Dalí’s works are alive with these double images. He felt that the more paranoid you were, the more you saw. Dalí’s double images are like apparitions disappearing into the image. The Endless Enigma at the Reina Sofia is the high point of this technique. He infused several images into this work. Go there and find: a boat, a greyhound, still life with pears, the face of Lorca, the back of a woman, the philosopher reclining, a horse, and a mandolin.
A Dalí pilgrimage requires a trek to Fundació Gala-Dalí at Figueres, which is part of the Dalinian Triangle located in the Amperdam region: Figueres, Portilligat and Pubol. Dalí bought the foundation in the late 60s as a local museum to show his work. He opened it in the early 70s after spending some time on the design. It is now also his tomb site. But in Dalí’s mind it was not to be a cemetery for works of art. The museum itself was to be seen as a surrealist object, and so he spent 13 years creating the centre. He worked to bring works of art from abroad to the museum and also put together his collection of art for display. And so in the museum, along with an extraordinary array of Dalí’s work, almost depicting every genre he experimented in, is an entire floor dedicated to the great masters.
How the museum also became his tomb site is somewhat controversial. Pubol, a second point on the Dalinian Triangle, is where Gala’s (his wife’s) castle is located. This is where Gala spent most of her time near the end of her life. Dalí had actually designed two tombs, which can be found at Pubol castle, and which have a tunnel between them so that Gala and Dalí could join hands in their death. Visit the museum and if you are fortunate, one of the guides may divulge the machinations behind how Dalí actually ended up at the museum rather than at the castle with Gala.
A visit to the castle is important because it allows a more personal and incisive view into Gala that is often overshadowed by the many dalliances. The pervasiveness of her presence in Dalí ’s art and the consistency of her presence in his life at least hints at the possibility that she was more than merely a model for his paintings. And so it becomes a part of the process of the revision of history or maybe the greater understanding of a specific example that can at some point transcend to a universal application.
Surrealism may seem obscurantist to some but Dalí is well worth the investigation. His impact extends deeply into mass culture and his foray into other genres such as fashion, jewellery, photography, film, even commercials, are emblematic of his understanding of a certain commercial reality. It could just be however, that at a certain point the understanding of this commercial reality leads to a condonement of it, which in today’s climate seems ineluctably headed towards greater compromise. Fighting words for another article perhaps.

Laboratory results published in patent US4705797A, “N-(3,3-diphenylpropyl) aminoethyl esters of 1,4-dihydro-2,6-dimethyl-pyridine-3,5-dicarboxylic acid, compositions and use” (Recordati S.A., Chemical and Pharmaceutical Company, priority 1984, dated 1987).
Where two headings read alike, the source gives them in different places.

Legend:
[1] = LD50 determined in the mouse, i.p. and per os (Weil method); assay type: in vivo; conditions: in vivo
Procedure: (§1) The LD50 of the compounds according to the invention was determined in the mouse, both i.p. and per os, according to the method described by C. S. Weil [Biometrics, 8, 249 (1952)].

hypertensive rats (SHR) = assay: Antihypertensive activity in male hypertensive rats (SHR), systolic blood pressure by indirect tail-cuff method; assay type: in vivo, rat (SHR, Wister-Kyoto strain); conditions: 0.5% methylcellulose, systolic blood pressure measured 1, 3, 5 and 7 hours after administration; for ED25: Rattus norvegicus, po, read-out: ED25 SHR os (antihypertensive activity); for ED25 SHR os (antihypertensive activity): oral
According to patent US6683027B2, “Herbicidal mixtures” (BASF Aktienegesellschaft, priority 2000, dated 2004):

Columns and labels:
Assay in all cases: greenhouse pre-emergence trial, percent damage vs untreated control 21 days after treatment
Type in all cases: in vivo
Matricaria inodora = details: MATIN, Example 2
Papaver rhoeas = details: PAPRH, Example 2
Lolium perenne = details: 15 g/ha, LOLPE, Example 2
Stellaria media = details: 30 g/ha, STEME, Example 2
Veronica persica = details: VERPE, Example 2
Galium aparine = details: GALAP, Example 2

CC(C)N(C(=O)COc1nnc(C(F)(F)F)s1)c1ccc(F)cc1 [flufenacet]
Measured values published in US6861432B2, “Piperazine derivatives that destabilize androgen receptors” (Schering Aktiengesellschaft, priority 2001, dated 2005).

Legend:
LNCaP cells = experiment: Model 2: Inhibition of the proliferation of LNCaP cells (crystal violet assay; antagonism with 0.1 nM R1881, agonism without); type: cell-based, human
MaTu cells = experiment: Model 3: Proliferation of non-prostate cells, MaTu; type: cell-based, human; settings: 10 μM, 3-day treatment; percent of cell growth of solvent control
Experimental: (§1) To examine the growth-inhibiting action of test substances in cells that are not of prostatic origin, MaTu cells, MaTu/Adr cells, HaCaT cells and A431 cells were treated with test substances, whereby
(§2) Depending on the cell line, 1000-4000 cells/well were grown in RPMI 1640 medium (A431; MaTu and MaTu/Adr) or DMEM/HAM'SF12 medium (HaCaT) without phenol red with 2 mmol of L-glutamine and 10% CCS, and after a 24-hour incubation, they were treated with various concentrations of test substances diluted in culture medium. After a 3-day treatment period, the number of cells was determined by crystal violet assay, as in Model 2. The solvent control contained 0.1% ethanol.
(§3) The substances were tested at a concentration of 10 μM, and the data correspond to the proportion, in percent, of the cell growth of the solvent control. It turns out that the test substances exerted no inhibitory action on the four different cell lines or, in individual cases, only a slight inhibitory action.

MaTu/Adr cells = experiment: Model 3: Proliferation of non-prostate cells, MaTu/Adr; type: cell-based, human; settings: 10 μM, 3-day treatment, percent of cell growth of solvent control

But fundamentally a joy to be derived from such a journey, vacation, intellectual exercise, is the experience of the intratextuality between Dalí ’s own works and the intertextuality between his works and that of his peers, and finally of the masters he admired.
Visit the exhibition in Philadelphia or the Dalinian Triangle in Spain to get a glimpse of this extraordinary 20th century figure. The payoff will be enormous.
Just a taste may touch your palette when you look away from inspecting Goya’s Saturno; just over your shoulder to the left is Duelo a Garrotazos which gives an interesting perspective on Dalí ’s ostensible political ambivalence towards the Spanish Civil War. Ades elaborates, “The way Dalí viewed civil war was an emergence of irrational hate and violence.” In this painting there are two figures mindlessly bashing each other into the ground. Ades contends that Dalí shared with Goya this unflinching view of violence. This image is not so far from Beckett’s theatre of the absurd, two men sinking into the ground (think Happy Days) who could easily save themselves and each other (Waiting for Godot), if only they would put down their sticks.
To see your world through an artist’s eyes, to participate in the act of creation, or in Barthesian terms, to create a writerly work of art, rather than to simply and passively see the artist’s world through your eyes; that is the ultimate goal of retracing the artist’s steps. It is not to recapture their past but to engage, to spark something newly created, even if it appears to be as straightforward as connecting the dots.
The Salvador Dalí retrospective exhibition at the Philadelphia Museum of Art (February 16-May 15, 2005) was made possible by Advanta.
Artwork usage courtesy of The Philadelphia Museum of Art.